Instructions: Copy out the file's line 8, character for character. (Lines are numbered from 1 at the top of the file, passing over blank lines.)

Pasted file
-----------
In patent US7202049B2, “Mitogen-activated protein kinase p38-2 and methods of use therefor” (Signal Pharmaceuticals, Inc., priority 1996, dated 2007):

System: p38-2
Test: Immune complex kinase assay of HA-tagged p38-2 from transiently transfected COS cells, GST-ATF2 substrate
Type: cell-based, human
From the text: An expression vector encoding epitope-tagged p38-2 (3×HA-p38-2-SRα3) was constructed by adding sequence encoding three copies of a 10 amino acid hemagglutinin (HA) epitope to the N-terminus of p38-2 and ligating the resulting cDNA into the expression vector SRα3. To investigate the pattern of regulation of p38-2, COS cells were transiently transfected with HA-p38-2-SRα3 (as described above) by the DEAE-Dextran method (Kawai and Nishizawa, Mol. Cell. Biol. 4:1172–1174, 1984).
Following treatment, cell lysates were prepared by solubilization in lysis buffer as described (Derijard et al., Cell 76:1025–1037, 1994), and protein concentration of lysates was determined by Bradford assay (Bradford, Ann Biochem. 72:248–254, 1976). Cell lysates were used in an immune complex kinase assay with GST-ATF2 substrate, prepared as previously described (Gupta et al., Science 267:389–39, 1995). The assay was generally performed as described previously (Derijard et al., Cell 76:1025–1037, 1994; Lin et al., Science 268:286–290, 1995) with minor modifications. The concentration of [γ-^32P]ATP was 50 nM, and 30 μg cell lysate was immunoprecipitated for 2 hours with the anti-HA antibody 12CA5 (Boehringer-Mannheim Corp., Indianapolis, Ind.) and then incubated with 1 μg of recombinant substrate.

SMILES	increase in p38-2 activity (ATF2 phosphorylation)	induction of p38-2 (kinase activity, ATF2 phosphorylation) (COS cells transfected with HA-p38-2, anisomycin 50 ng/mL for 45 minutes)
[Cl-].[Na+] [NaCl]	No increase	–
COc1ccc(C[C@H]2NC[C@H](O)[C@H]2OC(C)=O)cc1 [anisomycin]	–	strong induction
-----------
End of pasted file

[Cl-].[Na+] [NaCl]	No increase	–